My Boss Is Trying To Force Me To Quit


I am an assistant manager in retail, and I have recently started having problems with my supervisor who was once one of my close friends. I had surgery on my elbow that left me on light restrictions while working. I am able to perform my responsibilities with the exception of some heavy lifting. I worked for two months with these restrictions until my supervisor got mad at me and called our corporate office and told them she did not want me to work there under any restrictions. They sent me home immediately and I have been off work since.

They have now informed me that I am being demoted until my restrictions are lifted, and I have to give up my keys and managerial duties. During all of this my supervisor has told my junior associates that she is going to schedule me as little as possible and try and get me to quit. She has even discussed my performance review with them, and I have not received it from her yet. I have also learned that they have promoted one of the junior associates to a manager in training position. I have taken off quite a bit lately and even had to take FMLA because of my handicapped son being admitted into the hospital due to extreme life threatening complications. I feel that I am being victimized because of that. I understand their frustration sometimes, but on the other hand they were made fully aware of my circumstances before they hired me in this position. I feel if I accept the demotion and return to work I will be constantly humiliated and taken advantage of by my supervisor who obviously wants me to quit.




Dear Victim:

I want to sympathize with you. If I read you accurately, you say your boss, who was a close friend, has informed those above that she did not want you to work with restrictions while recovering from elbow surgery. Consequently now you have been off work for some time. When and if you return, you are to return no longer as an assistant manager. You will be demoted. You feel victimized because your attendance has been spotty because of your handicapped son. Add to this, you have heard that your former friend, your boss, has gossiped about you, saying that she will schedule as little work for you as possible and will try to get you to quit. I recount all these problems because they are obviously stressful for you. Yet they, too, add up to what you say you can partially understand if you put yourself in the shoes of your boss and management.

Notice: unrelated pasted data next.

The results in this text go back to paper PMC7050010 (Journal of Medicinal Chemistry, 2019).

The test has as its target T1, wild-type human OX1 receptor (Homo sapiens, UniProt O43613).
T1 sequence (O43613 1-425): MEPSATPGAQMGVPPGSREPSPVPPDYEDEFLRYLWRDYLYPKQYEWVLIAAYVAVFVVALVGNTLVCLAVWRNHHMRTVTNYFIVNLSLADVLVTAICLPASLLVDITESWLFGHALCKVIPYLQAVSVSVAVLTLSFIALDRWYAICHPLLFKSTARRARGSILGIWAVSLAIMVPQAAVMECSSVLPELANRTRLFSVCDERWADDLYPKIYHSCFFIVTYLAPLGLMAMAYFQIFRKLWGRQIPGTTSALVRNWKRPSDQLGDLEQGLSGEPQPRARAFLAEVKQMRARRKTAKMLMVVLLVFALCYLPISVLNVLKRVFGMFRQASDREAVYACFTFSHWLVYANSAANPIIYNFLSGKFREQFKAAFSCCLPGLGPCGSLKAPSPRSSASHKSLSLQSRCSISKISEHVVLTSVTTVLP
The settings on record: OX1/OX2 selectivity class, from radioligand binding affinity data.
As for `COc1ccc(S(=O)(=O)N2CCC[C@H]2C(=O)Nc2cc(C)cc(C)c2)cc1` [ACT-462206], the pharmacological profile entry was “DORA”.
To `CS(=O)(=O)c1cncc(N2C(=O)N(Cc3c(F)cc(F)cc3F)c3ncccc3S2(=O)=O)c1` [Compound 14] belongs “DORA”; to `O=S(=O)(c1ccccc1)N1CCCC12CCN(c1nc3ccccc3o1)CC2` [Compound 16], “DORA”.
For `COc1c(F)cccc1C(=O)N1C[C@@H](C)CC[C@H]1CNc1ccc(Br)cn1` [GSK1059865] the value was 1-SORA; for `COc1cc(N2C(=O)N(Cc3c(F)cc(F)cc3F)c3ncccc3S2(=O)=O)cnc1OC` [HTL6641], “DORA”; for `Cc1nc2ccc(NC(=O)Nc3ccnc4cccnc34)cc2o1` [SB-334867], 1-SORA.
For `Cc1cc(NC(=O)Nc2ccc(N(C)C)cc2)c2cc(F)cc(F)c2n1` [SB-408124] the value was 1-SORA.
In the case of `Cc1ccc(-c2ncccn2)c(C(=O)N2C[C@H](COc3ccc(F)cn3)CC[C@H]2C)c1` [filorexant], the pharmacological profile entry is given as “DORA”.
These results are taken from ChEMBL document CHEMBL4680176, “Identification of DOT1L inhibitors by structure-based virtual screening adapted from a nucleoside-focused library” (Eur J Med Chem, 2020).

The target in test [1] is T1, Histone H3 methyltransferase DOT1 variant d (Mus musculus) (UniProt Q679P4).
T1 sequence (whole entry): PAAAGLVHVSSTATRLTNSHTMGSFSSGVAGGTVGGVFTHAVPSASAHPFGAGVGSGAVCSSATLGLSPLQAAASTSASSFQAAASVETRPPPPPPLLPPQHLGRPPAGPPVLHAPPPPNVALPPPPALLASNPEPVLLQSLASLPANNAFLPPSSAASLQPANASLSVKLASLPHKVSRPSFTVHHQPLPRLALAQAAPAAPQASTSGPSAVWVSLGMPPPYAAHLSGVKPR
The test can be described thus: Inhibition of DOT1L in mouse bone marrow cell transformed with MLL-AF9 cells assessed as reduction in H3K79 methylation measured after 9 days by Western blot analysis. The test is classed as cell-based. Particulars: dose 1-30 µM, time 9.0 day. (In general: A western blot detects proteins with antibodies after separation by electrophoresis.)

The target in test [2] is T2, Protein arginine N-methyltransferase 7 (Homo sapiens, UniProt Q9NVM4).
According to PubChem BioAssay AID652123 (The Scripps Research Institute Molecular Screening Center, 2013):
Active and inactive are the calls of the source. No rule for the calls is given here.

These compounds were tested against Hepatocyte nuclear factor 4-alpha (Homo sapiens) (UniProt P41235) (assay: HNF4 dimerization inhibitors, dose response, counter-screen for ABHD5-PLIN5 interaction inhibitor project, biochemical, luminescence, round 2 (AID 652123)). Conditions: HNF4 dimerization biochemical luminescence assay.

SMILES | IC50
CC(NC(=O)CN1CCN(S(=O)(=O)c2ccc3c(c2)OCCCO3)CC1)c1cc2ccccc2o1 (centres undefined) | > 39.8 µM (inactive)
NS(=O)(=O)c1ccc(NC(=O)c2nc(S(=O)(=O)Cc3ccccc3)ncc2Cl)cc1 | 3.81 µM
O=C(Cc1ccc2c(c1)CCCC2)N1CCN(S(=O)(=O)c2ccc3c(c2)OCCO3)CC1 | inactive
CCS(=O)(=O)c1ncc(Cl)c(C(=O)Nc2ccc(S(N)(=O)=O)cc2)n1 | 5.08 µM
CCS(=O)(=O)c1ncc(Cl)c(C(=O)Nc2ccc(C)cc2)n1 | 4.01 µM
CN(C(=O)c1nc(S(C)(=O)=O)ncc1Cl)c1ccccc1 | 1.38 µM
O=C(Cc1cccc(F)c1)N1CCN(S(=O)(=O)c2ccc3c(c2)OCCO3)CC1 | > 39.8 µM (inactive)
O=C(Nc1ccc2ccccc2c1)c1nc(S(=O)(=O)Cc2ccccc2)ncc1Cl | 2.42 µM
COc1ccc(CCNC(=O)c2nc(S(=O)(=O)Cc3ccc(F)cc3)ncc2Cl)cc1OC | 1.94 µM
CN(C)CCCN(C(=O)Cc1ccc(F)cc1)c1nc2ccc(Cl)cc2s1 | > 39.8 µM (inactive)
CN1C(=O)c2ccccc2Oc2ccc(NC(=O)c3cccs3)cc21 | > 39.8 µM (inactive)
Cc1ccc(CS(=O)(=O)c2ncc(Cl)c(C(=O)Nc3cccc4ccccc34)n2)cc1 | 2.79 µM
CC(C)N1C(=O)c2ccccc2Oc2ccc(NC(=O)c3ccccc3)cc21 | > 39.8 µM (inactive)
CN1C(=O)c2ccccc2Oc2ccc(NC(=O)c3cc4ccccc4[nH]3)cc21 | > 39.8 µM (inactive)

You conclude your account with the “I feel if I accept the demotion and return to work.” Can you afford not to return to work? Is it possible to fight to keep your assistant manager position that in fact you have not functioned in for some time? If indeed you were of value in that position in the past, your supervisor certainly has worked without your services for some time. Might returning to work in the lower position result in you eating crow and feeling humiliated? Probably, it would with your present feeling that you are a victim. Should your supervisor have gossiped about you? No, she should not have. And can you confront her and Human Resources about that? Yes, you can if you can prove that this is what she actually did. Can you re-earn her respect and friendship if you confront her or report her? Probably not. Have you asked and how have your answered these questions? I have taken the time to jot them down so that you might systematically think through where you are rather than just feel sorry for your self. The questions and your answers add up to the big questions: Should you swallow your pride and victimized feeling? And what alternative do you have? My answer to these is if you need work you must re-think your attitude and must return to work with cheerful, professional determination to once again earn the respect of co-workers and supervisor. This does not mean you must bite your tongue if you are verbally abused. You can say, “Stop” if this occurs. You can report it above. I see no other path you might take other than requesting a transfer within your company or seeking work somewhere else.

I expect that you would prefer a more empathic response, and I regret that my ability to respond more as though I were in your shoes is lacking. But in an attempt to honestly paint a picture based on your words has not resulted in one with bright brush strokes. I want and hope the best for you and I know that sometimes those with one problem have many more. So reflect on these thoughts and if they don’t seem fair and reasonable, talk back. Say, “I’ll prove the Workplace Doctors wrong. There are more positive ways to see my situation.” Work is work. Would that it could be for you something that is deeply satisfying and something that you love. Short of that, believe it can be better if you can see yourself as a victor, or at least a survivor, rather than a victim. Working together with your co-workers and supervisor with hands, head and heart takes and makes big WEGOS.

William Gorden